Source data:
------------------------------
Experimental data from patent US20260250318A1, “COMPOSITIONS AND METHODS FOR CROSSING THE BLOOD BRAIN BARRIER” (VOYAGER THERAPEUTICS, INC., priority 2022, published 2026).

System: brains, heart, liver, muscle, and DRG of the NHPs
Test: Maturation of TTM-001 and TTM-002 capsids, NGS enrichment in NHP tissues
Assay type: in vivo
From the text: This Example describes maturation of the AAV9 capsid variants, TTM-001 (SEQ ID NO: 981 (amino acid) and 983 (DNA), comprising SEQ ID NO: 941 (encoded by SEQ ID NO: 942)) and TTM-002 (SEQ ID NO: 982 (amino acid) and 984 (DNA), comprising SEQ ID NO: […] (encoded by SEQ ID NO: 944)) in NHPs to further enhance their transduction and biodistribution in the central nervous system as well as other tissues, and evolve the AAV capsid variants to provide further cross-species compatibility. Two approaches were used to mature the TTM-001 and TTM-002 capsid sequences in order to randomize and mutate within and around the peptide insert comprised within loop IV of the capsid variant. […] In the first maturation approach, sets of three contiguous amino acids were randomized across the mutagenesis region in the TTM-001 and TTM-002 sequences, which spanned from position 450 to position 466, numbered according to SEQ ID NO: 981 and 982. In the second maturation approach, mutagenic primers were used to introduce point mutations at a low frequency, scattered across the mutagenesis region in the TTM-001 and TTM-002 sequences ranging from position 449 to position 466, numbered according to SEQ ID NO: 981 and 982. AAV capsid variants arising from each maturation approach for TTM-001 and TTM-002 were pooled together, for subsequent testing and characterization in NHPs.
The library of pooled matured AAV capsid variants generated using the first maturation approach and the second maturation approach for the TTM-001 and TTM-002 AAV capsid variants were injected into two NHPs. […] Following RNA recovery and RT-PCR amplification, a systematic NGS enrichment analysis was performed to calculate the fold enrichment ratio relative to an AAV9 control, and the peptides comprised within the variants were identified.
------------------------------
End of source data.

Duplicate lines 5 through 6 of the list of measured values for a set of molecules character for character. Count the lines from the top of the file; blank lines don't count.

From the text: This Example describes maturation of the AAV9 capsid variants, TTM-001 (SEQ ID NO: 981 (amino acid) and 983 (DNA), comprising SEQ ID NO: 941 (encoded by SEQ ID NO: 942)) and TTM-002 (SEQ ID NO: 982 (amino acid) and 984 (DNA), comprising SEQ ID NO: […] (encoded by SEQ ID NO: 944)) in NHPs to further enhance their transduction and biodistribution in the central nervous system as well as other tissues, and evolve the AAV capsid variants to provide further cross-species compatibility. Two approaches were used to mature the TTM-001 and TTM-002 capsid sequences in order to randomize and mutate within and around the peptide insert comprised within loop IV of the capsid variant. […] In the first maturation approach, sets of three contiguous amino acids were randomized across the mutagenesis region in the TTM-001 and TTM-002 sequences, which spanned from position 450 to position 466, numbered according to SEQ ID NO: 981 and 982. In the second maturation approach, mutagenic primers were used to introduce point mutations at a low frequency, scattered across the mutagenesis region in the TTM-001 and TTM-002 sequences ranging from position 449 to position 466, numbered according to SEQ ID NO: 981 and 982. AAV capsid variants arising from each maturation approach for TTM-001 and TTM-002 were pooled together, for subsequent testing and characterization in NHPs.
The library of pooled matured AAV capsid variants generated using the first maturation approach and the second maturation approach for the TTM-001 and TTM-002 AAV capsid variants were injected into two NHPs. […] Following RNA recovery and RT-PCR amplification, a systematic NGS enrichment analysis was performed to calculate the fold enrichment ratio relative to an AAV9 control, and the peptides comprised within the variants were identified.